WHILE THIS EXHIBITION AND CATALOGUE purport to mark the centenary of the founding of the South African Society of Artists (SASA) in 1902, it is actually the Society's reincarnation that we celebrate in 2002. The correct date of its inception is now known to have been over five years earlier, in May 1897. Clarification of this confusion is needed. Esme Berman's first edition of Art and Artists of South Africa (1969) gave 1902 as SASA's founding date on the basis of an item in The Cape Times dated 26 September 1902.'This date was generally accepted as correct until Dr Thelma Gutsche of Johannesburg later drew Berman's attention to an announcement dated 10 September 1897 in an old Pretoria newspaper called The Press. This noted that the "recently inaugurated SA Society of Artists is making good progress", and it went on to list some of its members.
Berman acknowledged Gutsche's discovery in her revised second edition of Art and Artists of South Africa (1983:380), and gave September 1897 as SASA's amended founding date. It is certain that at some stage the early Society either formally dissolved or fell apart. In the course of research for this present exhibition, however, new information came to light on the "first" SASA in the indeterminate period between 1897 and 1902. This material adds substantially to what we know. It is now realised that The Press article of 10 September 1897 in Pretoria was taken up from another source, published two days earlier in Cape Town in The Cape Times Weekly of 8 September. A further discovery is another report that confirms that, as of September 1897, the newly- formed SASA was then just over five months old. This is a piece from The Cape Times dated 10 May 1897 reporting on a "general meeting of artists ... on Saturday last" at Kamp's Cafe, the identical venue that was used later in 1902. 5 Since 10 May 1897 was a Monday, the founding date of SASA can therefore be finally be pinpointed to Saturday 8 May 1897.
A rationale of the motives for the Society's establishment is given in the article of 10 May 1897. It effectively summarises the introductory speech given by R. H. Whale (qv.).* The primary argument for the establishment of the Society was "a considerable growth in the interest displayed by the general public in art", not only in South Africa itself, but in Europe, "where the work done by eminent artists who had visited the country from time to time had attracted considerable attention." Another source of impetus was "the recent action of the Government of this colony in founding a National Art Gallery, for which suitable premises were in course of erection.'
The true foundation meeting of 8 May 1897, having approved the formation of the Society, proceeded with discussion on its constitution and the formal election of office bearers. It is now possible to reveal new evidence of SASA's activities in the indeterminate period between 1897 and its rebirth in 1902. A surviving catalogue from this period has recently been identified in the SANG Archives. This is a small publication on two bifolios entitled Catalogue of the Second Annual Exhibition of the South African Society of Artists, and previously dated 1903.'Curiosity was aroused by the fact that a larger catalogue already exists for the SASA/SADC Second Annual Exhibition at the Drill Hall in 1903. The small catalogue lists the Governor Sir Alfred Milner as main Patron of the Society." It also has a substantial list of another 37 patrons including the Reverend Alfred Bender. The Secretary is given as H. Morstatt, and there is a list of only 14 members, but a substantial list of 32 exhibitors.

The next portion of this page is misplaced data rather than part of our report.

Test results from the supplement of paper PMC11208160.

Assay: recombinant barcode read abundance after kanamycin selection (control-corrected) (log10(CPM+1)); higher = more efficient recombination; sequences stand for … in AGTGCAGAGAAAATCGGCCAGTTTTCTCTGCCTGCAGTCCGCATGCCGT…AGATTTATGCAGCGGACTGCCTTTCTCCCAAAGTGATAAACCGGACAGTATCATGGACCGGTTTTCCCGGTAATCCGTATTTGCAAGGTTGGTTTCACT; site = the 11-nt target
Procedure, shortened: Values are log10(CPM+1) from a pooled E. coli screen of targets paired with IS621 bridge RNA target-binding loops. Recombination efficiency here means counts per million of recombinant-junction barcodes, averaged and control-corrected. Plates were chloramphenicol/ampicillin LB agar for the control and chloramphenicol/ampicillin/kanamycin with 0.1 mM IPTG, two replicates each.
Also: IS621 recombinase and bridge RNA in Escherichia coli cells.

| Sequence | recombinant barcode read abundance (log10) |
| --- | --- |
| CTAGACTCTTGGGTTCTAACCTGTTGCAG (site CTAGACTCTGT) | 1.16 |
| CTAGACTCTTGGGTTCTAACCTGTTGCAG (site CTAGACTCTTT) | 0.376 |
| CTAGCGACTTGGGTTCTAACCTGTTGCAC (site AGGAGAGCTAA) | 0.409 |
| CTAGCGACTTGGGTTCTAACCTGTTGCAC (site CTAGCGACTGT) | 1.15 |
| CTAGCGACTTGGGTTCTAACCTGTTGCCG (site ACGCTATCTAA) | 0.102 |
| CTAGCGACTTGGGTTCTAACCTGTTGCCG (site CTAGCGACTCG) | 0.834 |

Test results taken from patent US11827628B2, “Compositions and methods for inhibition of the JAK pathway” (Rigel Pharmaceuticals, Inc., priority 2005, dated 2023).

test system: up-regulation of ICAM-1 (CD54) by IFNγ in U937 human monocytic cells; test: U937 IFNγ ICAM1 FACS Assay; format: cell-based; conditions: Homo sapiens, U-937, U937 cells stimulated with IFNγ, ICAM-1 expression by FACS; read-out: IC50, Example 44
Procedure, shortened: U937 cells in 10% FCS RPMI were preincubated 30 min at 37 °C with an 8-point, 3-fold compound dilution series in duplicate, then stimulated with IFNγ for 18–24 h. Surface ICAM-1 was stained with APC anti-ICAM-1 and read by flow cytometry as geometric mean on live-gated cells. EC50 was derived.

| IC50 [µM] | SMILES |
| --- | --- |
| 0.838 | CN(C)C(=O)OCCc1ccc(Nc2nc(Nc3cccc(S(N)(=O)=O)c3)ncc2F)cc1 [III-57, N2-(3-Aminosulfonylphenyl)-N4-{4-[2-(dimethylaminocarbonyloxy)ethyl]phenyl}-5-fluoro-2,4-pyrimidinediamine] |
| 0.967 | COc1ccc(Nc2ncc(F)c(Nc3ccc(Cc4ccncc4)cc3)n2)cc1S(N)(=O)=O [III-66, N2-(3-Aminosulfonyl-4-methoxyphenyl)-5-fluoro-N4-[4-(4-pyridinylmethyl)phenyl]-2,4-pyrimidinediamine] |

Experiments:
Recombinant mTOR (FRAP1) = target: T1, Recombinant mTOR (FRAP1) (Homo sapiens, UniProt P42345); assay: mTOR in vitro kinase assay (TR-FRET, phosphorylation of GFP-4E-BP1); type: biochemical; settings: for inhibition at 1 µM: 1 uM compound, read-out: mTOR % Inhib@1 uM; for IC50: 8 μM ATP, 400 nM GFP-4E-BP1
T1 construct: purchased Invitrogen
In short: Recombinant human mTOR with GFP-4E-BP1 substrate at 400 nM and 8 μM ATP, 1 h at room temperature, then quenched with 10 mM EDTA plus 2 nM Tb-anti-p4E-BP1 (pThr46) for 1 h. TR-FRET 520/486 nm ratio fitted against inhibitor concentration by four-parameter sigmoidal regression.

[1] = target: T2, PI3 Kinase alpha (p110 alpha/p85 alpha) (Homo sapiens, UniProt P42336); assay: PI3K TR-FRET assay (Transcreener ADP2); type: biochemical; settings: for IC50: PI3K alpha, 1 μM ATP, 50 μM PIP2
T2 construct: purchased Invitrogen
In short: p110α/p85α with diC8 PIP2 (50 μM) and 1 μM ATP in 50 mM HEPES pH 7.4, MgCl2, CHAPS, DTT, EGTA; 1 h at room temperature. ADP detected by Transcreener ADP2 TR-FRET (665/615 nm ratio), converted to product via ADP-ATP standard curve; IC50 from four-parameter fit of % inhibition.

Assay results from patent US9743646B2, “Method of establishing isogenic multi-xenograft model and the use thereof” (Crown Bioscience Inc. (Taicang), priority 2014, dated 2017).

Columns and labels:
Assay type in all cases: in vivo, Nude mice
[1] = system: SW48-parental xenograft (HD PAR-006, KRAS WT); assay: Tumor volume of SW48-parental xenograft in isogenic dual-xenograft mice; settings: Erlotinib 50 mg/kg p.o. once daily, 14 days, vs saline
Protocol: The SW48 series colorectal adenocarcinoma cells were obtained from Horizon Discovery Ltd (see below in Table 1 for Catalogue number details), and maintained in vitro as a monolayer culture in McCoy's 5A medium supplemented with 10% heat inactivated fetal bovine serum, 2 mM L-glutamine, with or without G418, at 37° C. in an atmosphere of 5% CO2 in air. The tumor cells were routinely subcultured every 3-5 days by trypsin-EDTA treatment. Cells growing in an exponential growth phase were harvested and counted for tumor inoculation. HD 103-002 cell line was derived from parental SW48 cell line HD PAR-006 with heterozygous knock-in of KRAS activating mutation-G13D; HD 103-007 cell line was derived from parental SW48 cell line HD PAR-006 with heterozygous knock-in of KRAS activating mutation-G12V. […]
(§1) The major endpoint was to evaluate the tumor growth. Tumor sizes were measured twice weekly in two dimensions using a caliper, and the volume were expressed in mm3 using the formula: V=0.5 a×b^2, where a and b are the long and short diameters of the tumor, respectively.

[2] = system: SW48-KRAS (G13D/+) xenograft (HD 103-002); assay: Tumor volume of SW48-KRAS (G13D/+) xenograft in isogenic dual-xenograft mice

A review of this exhibition was then found in The Cape Times. It confirms the venue of this exhibition as the banqueting room of the Good Hope Hall. It also states that this exhibition of 108 works was "a larger number than last year", thus confirming that SASA held a First Annual Exhibition in its foundation year. The review also discusses a number of works that are listed in the newly identified catalogue in the SANG Archive. The lack of any evidence of activity or exhibitions after 1898 suggests that SASA ceased to function when the Anglo-Boer War broke out.
It is also interesting to note that the Press announcement of the meeting at Kemp's Cafe, 71 Plain Street, on 26 September 1902 mentions, "consideration will be given to the preliminary constitution and rules." This implies that these documents were already in existence and that the new Society either used them as working documents or simply reconfirmed and adopted the original drafts of 1897.
Of the artists listed on this SASA exhibition of 1898, works by Sir Wyke Bayliss (qv.), Ethel Edwards (qv.), Gwelo Goodman (qv.), ].S. Morland (qv.), H. Morstatt (qv.), Borge Stuckenberg (qv.), R.H. Whale (qv.) and George Winkles (qv.) are featured on the present exhibition